Shelton Hall was listed by the former Department of Environment in May 1952 as Grade II, of special interest. The department dated the property to the 18th century, though noting “possibly of earlier origin”. The hall is built of coursed limestone rubble, incorporating some red brick and has been rendered. The roof is formed of slates in front and clay tiles at the rear. The house comprises two storeys. A 20th century two storey extension stands to the north-east at the rear.
The Victoria County History for Bedfordshire published in 1912 states: “The actual house is only part of the west wing of a large rectangular building formerly grouped round a central court, three sides of which have now vanished. The external walls of this external building are 4 feet 6 inches thick and reveals of most of the windows, though now fitted with18th century frames and sashes, are splayed on the inside. In one bedroom is an early 17th century stone fireplace, and one of similar character is to be seen in the scullery. There is also an 18th century wood staircase of the usual type, though the external wall evidently dates from medieval times”.
The Bedfordshire Historic Environment Record [HER] contains information on the county’s historic buildings and landscapes and summaries of each entry can now be found online as part of the Heritage Gateway website. Shelton Hall lies within a moat [HER 338] mostly now filled in and the record states: “The moat is rectangular, measuring approx 80 metres by 90 metres, with a curving overflow channel to the north-east (marked as the moat on early Ordnance Survey maps), and was fed by a stream in the south-west corner. There appear to have been fishponds in the area of the overflow channel. Traces of the south-west and north-east arms are visible but the rest has been affected by garden landscaping”.
Moats were usually associated with manor houses. The presence of this moat, combined with the structural evidence of the building and its location near the church all strongly suggest that this house stands on the site of the manor house of Shelton Manor and may even incorporate some of the medieval house within it.
The Rating and Valuation Act 1925 specified that every building and piece of land in the country was to be assessed to determine its rateable value. It is likely that Shelton, like most of the rest of the county was assessed in 1927. The valuer visiting Shelton Hall [DV1/H52/4] found it owned by the Trustees of T. Harris and occupied by William Whitehead who paid rent of £400 per annum for the house, farm buildings and 566 acres of land. The valuer noted: “Mrs. W. is life tenant & will pass to W. W. on her death. She lives at Hall, water good. Buildings not used, very old house”. The farmland extended over three parishes, Shelton, Dean and Yelden. Another valuer noted: “Good House and Homestead. Know it well”.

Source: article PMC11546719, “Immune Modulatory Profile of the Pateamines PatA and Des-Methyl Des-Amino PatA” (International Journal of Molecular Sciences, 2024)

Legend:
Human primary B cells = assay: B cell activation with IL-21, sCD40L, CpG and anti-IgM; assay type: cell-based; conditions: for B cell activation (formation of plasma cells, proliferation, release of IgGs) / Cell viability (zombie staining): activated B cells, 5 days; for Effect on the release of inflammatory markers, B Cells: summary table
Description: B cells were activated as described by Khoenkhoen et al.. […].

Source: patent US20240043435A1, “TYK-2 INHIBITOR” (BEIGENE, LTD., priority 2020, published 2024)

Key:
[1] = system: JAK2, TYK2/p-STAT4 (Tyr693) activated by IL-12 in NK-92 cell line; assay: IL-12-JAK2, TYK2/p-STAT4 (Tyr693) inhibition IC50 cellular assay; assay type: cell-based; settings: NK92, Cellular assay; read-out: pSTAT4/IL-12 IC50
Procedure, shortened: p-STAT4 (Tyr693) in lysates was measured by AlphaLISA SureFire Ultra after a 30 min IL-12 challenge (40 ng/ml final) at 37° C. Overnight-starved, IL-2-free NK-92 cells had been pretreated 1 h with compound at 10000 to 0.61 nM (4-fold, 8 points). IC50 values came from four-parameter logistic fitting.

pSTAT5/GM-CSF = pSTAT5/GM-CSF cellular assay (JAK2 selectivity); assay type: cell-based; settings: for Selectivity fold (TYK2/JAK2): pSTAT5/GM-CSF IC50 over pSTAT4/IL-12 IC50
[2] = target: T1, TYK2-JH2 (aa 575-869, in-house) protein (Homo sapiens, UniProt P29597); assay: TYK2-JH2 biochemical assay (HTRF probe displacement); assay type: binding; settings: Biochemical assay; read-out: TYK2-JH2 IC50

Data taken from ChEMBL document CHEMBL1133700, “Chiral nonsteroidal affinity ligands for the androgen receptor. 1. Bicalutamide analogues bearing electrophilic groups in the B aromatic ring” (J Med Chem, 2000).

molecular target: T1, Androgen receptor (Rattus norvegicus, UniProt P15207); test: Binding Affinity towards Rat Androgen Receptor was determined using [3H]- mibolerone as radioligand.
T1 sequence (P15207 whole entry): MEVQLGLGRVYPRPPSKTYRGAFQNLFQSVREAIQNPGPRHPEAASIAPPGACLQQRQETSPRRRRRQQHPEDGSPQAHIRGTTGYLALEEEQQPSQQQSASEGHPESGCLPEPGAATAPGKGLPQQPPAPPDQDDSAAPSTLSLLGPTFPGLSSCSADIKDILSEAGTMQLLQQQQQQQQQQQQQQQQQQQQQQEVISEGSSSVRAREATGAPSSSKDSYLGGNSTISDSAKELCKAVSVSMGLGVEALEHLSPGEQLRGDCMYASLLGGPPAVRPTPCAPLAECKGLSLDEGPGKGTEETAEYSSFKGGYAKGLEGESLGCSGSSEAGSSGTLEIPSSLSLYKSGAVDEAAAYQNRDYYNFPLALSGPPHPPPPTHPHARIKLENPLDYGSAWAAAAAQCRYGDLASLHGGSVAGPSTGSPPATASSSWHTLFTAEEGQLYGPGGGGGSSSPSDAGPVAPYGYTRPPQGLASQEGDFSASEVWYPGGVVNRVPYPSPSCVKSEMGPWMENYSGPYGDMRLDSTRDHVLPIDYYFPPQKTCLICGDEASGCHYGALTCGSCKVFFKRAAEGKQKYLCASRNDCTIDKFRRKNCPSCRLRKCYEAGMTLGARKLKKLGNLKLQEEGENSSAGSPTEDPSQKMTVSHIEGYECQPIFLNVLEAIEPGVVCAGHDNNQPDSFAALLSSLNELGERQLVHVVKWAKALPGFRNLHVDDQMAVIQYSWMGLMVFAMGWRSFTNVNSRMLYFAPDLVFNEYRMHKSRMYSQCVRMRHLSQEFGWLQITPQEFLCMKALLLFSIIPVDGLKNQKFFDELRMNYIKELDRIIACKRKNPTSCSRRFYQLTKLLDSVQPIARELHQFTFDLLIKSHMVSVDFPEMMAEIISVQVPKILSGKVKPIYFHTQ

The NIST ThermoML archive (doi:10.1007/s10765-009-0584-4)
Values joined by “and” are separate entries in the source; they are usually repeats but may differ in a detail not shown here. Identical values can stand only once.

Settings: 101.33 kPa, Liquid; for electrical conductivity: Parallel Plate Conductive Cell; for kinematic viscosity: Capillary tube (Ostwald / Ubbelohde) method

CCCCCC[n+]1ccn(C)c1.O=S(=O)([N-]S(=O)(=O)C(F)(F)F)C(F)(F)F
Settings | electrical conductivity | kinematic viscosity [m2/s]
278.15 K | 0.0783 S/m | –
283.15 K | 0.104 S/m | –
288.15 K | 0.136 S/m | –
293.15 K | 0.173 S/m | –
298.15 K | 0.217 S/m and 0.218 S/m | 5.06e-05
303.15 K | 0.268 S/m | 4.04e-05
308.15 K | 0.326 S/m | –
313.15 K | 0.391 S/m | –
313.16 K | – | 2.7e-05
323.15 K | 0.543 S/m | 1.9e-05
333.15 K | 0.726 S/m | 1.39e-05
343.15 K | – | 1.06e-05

The house comprised two reception rooms, a kitchen and scullery with a brewhouse downstairs. Four bedrooms and a bathroom (“no hot water”) stood on the first floor and thee attics (“not used”) on the third floor.
The homestead comprised: a brick and slate four stall stable for hour horses; a chaff house; another stable for four horses; a three bay hovel; a chaff barn; a hen house; an oil store; a harness room; six horse boxes; an engine house; a granary; a mill house; three more horse boxes; another granary; a store place; a coal house; a wooden boarded barn; a cow house for five beasts; three calf pens; a weather-boarded and slated barn; two groups of four more loose boxes; three hen houses; a coachhouse or garage; three more horse boxes; four standings; a brick and corrugated iron four bay cart shed; another store place; a four bay hovel used as a cart shed; another store place; a stone and tiled dovecote and another store place. In nearby fields stood a barn and open hovel, a brick and tiled hovel, a brick and tiled barn and hovel, a brick and tiled stable for eight horses, a cart shed and a further open hovel.
In 1976 the owners applied for planning permission for an extension to act as a cloakroom and to house the central heating boiler [BorBTP/76/592].
Bedfordshire and Luton Archives and Records Service has a number of directories for the county dating from 1839 to 1940. These give some details of names and addresses of prominent people in each parish. The following list has been compiled for Shelton Hall. County directories were only published every few years and so the dates in the list simply include the first and last reference to a particular individual residing at a property.
- 1864-1877: Thomas Harris;
- 1885-1910: William Whitehead;
- 1914-1940: Mrs. Whitehead